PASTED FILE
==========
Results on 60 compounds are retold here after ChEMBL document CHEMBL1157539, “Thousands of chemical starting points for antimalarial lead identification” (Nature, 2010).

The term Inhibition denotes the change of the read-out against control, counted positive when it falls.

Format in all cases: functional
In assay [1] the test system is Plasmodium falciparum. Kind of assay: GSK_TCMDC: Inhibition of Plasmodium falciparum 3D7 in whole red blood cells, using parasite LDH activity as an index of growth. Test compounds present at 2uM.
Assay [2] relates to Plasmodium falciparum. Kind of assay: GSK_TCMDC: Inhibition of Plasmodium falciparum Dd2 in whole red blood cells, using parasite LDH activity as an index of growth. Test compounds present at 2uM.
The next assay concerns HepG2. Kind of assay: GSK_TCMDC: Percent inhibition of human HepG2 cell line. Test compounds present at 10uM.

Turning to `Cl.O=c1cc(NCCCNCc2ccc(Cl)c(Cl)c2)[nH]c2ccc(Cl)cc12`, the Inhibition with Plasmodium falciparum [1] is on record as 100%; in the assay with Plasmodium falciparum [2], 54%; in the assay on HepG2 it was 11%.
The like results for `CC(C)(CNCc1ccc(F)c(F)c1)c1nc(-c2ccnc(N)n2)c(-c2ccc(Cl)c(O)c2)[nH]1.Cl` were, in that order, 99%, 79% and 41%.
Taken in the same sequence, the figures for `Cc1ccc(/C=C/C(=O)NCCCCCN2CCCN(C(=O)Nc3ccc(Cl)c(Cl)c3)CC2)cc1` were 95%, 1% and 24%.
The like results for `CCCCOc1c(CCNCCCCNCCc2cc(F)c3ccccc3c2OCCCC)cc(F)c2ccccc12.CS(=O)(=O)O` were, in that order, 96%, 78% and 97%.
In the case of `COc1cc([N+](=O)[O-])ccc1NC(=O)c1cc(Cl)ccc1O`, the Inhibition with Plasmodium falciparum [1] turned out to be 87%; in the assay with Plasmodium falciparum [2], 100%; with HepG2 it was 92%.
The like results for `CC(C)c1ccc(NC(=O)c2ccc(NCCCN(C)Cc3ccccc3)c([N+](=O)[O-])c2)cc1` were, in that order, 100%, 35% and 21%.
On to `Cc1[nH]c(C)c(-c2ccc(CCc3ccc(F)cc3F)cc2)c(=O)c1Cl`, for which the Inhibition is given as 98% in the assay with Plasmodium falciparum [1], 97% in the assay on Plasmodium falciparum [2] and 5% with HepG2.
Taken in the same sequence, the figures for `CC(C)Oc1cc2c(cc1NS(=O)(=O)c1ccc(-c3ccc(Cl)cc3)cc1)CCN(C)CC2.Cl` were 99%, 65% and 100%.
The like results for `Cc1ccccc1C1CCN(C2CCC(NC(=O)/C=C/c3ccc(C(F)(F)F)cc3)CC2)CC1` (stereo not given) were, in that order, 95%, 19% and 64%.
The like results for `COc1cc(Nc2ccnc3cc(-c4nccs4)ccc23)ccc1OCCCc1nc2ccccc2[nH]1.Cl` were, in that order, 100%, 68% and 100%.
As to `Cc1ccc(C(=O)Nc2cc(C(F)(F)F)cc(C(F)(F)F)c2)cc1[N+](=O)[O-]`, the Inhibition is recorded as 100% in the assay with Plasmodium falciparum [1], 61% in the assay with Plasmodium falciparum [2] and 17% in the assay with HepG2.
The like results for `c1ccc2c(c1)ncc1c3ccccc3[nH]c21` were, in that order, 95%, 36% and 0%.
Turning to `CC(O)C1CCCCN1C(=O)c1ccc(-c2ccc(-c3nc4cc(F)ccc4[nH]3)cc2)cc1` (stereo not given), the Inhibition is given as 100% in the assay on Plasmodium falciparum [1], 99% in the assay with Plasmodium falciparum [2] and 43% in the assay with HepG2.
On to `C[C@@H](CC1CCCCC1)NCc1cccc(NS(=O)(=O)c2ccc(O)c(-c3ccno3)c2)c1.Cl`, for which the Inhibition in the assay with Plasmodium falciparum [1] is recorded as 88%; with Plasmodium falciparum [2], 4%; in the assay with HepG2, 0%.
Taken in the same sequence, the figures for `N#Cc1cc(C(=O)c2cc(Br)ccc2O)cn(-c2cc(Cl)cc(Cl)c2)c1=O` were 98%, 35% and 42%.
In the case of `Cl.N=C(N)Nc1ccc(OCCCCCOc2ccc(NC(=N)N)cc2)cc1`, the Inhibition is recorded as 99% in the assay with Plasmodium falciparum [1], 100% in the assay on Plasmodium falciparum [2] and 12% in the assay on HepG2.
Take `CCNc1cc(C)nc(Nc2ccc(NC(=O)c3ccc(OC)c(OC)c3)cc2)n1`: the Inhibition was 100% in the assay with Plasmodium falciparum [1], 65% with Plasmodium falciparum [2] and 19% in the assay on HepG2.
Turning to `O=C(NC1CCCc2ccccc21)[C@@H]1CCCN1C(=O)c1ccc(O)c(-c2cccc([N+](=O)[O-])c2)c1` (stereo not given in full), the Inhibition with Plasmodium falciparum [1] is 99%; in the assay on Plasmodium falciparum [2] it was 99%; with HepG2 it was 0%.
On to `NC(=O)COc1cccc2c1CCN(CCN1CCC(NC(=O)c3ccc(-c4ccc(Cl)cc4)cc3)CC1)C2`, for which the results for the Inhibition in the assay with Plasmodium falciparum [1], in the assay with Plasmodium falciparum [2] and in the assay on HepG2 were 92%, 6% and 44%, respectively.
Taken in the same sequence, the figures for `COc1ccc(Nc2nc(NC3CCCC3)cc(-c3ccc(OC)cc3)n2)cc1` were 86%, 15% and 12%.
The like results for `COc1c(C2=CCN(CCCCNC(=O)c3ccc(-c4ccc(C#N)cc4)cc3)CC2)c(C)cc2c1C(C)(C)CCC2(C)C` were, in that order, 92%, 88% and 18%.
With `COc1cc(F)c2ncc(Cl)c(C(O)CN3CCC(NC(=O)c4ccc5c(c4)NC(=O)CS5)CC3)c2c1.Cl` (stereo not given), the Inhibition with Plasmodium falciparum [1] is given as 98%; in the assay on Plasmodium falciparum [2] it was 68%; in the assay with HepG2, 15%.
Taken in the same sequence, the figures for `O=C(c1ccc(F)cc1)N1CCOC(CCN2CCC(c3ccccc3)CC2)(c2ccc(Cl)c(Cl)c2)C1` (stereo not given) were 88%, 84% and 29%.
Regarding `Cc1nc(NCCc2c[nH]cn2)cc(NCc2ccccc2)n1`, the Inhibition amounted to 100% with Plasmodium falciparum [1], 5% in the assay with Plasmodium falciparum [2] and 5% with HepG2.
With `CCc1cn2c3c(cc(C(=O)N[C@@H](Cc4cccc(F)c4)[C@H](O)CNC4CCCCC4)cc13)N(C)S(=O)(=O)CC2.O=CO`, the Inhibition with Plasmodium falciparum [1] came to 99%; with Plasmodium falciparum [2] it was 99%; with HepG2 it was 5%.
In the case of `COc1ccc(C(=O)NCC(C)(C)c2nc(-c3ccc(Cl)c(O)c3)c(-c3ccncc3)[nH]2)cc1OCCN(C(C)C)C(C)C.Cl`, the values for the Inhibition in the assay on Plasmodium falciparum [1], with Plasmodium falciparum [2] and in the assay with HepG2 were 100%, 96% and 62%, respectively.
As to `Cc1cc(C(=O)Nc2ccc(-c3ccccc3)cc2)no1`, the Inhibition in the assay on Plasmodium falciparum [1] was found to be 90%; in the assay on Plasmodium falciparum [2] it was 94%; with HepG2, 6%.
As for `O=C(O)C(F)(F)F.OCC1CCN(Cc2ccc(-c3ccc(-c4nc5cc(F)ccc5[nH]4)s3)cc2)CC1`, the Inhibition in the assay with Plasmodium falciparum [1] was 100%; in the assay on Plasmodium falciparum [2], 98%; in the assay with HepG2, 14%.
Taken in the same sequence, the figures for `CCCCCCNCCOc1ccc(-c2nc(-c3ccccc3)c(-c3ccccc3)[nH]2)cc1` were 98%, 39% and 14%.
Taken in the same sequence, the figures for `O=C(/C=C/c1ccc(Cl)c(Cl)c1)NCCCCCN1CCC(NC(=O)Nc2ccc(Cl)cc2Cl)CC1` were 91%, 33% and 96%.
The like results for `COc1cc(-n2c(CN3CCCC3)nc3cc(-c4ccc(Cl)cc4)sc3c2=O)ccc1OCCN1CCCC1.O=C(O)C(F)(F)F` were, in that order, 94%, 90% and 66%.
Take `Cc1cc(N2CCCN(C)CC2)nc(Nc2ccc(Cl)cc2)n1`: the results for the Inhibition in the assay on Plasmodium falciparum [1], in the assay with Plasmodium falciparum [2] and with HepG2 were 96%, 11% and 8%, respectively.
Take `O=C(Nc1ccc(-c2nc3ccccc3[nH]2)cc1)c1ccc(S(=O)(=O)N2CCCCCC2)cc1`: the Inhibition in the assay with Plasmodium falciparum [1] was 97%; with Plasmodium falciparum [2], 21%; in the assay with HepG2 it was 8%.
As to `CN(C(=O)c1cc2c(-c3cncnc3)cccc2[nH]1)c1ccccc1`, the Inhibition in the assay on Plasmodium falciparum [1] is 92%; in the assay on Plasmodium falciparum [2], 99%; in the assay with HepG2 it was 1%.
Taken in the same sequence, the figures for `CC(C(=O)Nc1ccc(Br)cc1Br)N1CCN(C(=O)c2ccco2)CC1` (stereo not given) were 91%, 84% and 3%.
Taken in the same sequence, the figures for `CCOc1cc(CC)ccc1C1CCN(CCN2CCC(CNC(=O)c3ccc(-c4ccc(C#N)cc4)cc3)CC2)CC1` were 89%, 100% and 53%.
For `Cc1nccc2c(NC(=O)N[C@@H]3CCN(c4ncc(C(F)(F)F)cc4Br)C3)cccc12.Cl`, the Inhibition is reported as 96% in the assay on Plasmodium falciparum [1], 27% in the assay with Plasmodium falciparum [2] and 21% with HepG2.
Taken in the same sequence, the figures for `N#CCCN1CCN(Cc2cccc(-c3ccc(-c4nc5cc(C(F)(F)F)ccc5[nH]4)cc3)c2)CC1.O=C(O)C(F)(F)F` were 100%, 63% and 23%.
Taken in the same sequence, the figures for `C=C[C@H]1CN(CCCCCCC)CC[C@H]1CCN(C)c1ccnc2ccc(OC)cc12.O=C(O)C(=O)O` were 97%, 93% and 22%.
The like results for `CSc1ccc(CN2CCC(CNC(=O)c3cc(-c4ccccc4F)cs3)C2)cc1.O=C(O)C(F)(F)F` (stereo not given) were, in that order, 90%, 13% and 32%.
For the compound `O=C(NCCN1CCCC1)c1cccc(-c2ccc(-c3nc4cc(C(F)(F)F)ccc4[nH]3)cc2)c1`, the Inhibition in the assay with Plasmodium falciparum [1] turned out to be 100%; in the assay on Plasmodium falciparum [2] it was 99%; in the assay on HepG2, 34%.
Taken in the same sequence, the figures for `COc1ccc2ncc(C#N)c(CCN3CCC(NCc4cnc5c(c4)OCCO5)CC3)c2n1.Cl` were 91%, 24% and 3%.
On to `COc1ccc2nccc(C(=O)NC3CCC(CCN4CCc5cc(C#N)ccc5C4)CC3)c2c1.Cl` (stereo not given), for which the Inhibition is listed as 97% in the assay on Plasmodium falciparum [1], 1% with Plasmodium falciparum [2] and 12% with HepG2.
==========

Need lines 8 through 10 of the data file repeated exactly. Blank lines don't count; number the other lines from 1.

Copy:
The like results for `CC(C)(CNCc1ccc(F)c(F)c1)c1nc(-c2ccnc(N)n2)c(-c2ccc(Cl)c(O)c2)[nH]1.Cl` were, in that order, 99%, 79% and 41%.
Taken in the same sequence, the figures for `Cc1ccc(/C=C/C(=O)NCCCCCN2CCCN(C(=O)Nc3ccc(Cl)c(Cl)c3)CC2)cc1` were 95%, 1% and 24%.
The like results for `CCCCOc1c(CCNCCCCNCCc2cc(F)c3ccccc3c2OCCCC)cc(F)c2ccccc12.CS(=O)(=O)O` were, in that order, 96%, 78% and 97%.